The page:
Someone who files a civil case on his or her own behalf is often referred to as
a pro se or pro se litigant (pronounced pro say). "Pro se" is a Latin phrase meaning
"for oneself." If you are a pro se litigant, the resources listed below are intended
to be helpful to you.
The rules, procedures and law that affect your case are very often hard to understand.
With that in mind, you should seriously consider trying to obtain professional legal
assistance from an attorney instead of representing yourself as a pro se party.
The staff of the Clerk's Office can help you by answering questions about procedures,
but they are prohibited from giving you legal advice. This means, for example,
that the Clerk's staff cannot do any of the following:
- recommend a legal course of action or suggest ways to help you win your case;
- predict how a district or magistrate judge may decide any issue;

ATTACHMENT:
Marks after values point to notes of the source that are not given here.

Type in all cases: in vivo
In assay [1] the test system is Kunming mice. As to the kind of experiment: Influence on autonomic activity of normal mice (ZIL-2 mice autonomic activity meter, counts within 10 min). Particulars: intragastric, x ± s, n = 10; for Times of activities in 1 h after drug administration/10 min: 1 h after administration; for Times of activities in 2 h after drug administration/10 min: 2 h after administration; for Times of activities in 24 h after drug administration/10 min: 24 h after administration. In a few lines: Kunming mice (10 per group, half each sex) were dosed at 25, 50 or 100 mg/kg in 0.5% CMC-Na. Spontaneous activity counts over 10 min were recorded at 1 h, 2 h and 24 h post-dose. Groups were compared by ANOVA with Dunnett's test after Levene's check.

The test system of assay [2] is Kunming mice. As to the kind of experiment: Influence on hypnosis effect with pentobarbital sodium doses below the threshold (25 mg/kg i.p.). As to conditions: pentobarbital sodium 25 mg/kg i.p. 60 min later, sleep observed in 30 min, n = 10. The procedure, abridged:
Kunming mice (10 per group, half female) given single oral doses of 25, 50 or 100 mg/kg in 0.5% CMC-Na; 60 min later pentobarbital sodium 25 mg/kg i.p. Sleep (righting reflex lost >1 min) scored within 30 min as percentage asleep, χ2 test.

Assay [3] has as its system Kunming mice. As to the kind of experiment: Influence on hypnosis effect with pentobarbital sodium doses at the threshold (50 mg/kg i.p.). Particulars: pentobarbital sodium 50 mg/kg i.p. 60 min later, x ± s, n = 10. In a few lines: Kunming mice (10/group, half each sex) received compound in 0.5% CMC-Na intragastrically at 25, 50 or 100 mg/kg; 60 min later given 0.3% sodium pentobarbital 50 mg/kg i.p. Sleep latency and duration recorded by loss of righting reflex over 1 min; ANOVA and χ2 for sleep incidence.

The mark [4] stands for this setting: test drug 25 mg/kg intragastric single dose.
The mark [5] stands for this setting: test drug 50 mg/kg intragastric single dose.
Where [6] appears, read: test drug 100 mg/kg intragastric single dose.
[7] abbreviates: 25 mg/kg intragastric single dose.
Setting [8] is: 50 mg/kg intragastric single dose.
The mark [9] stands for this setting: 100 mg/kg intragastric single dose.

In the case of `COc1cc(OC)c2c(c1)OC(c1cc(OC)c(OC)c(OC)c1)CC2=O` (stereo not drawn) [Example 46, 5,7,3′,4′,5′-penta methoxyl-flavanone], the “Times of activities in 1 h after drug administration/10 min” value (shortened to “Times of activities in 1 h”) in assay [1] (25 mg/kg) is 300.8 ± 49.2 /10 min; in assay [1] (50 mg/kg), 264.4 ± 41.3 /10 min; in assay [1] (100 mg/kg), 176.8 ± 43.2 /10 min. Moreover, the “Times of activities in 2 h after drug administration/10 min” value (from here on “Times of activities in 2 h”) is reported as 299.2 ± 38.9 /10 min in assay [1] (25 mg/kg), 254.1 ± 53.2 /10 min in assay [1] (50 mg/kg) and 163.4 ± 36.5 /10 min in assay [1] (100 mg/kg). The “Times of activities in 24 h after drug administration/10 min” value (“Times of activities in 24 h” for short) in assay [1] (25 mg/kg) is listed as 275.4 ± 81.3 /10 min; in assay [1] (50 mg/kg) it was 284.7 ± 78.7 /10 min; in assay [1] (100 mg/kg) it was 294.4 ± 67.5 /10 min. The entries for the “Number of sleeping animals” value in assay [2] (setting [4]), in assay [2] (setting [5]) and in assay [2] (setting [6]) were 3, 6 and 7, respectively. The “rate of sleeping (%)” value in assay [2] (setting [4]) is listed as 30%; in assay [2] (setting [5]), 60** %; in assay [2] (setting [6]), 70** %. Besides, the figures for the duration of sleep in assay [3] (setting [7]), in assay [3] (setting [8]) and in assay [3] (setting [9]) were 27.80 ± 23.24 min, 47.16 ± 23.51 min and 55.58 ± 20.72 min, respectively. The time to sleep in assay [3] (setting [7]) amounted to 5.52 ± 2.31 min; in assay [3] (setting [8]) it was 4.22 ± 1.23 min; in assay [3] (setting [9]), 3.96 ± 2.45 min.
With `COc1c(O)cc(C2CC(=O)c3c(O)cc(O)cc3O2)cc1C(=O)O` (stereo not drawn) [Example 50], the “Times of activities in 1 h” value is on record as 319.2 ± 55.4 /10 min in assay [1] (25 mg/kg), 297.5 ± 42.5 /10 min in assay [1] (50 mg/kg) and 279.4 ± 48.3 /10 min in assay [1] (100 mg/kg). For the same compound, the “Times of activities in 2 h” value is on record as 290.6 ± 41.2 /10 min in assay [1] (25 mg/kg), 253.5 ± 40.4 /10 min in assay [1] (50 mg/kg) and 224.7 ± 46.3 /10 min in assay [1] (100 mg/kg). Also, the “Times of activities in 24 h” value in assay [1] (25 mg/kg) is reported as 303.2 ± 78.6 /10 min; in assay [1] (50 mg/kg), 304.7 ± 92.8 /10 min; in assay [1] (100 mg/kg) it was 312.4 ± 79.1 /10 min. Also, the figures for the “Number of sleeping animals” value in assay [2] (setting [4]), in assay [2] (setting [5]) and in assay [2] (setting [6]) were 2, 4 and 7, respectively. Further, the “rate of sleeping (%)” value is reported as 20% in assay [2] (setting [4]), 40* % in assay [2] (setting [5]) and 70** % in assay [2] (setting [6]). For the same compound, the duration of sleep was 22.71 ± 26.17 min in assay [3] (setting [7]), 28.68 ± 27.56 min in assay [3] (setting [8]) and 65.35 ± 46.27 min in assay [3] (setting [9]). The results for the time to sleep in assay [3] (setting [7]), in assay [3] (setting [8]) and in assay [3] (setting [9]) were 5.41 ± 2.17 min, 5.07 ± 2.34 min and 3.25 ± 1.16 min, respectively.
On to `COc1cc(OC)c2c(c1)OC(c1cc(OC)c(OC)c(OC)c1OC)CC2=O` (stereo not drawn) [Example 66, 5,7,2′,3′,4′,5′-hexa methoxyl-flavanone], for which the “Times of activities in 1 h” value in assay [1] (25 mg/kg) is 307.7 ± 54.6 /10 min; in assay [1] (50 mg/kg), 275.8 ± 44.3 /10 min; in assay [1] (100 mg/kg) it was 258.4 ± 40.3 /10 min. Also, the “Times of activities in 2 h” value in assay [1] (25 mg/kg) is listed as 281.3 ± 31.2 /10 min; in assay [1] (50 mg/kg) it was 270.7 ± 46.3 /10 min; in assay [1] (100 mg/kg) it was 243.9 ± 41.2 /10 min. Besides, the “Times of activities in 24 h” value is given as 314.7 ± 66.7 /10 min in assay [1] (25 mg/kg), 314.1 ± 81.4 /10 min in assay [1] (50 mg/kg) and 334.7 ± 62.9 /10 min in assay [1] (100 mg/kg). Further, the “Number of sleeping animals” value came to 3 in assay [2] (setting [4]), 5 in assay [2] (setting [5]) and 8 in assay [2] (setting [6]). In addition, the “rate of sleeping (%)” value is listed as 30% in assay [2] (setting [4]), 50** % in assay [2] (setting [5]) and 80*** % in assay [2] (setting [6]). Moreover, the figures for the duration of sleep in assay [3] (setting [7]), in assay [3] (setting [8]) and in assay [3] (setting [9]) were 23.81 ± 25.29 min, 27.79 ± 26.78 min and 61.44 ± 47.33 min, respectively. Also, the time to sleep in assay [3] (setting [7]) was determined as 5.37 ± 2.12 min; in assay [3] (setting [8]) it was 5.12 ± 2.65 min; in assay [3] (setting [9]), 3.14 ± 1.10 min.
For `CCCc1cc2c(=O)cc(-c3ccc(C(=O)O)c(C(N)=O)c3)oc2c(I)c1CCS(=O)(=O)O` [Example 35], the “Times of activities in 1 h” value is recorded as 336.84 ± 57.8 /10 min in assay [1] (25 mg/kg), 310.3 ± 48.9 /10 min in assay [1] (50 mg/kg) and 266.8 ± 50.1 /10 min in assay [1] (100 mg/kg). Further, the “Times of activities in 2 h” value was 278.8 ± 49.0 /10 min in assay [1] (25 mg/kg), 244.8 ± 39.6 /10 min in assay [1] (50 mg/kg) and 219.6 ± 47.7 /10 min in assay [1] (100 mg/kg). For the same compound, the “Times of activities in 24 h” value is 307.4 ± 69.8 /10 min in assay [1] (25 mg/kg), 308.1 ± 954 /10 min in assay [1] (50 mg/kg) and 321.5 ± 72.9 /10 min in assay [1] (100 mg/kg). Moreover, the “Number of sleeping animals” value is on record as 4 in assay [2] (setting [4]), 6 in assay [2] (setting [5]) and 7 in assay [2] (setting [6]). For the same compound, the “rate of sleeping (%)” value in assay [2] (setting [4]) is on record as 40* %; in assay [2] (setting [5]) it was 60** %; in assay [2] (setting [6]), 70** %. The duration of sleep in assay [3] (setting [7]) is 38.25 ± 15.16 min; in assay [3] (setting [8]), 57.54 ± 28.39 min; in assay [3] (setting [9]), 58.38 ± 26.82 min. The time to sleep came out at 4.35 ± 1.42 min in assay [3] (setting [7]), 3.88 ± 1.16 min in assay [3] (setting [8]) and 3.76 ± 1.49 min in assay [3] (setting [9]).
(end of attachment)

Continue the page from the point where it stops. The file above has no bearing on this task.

- interpret the meaning of any judicial order; or
- interpret the local rules of this Court, federal procedural rules, federal statues,
or case law.
Although Court employees cannot give you legal advice, a free self-help assistance
program is available to pro se litigants. For information on this program, click here.
For copy of Understanding The Federal Courts click here.
For a copy of a written guide to filing a civil case in federal court without an
attorney, click here.
For a table that summarizes the basic instructions for filing a civil case, click here.
For a list of forms often used in federal civil cases, click here.
For a link to information maintained by Illinois Legal Aid Online that discusses
filing a federal case without a lawyer, including a program that helps you fill
out forms you may need,
For more information on a settlement conference assistance program for pro se litigants,
Pro se litigants may be granted an e-filing account provided that the pro se litigant
- is NOT a restricted filer in this Court; and
- has a civil case in this Court where they are listed as a party; and
- successfully completes either the online or instructor-led e-filing training program offered by the Clerk’s Office; and
- submits a paper copy of the Court’s e-filing application with the pro se litigant’s “wet” signature.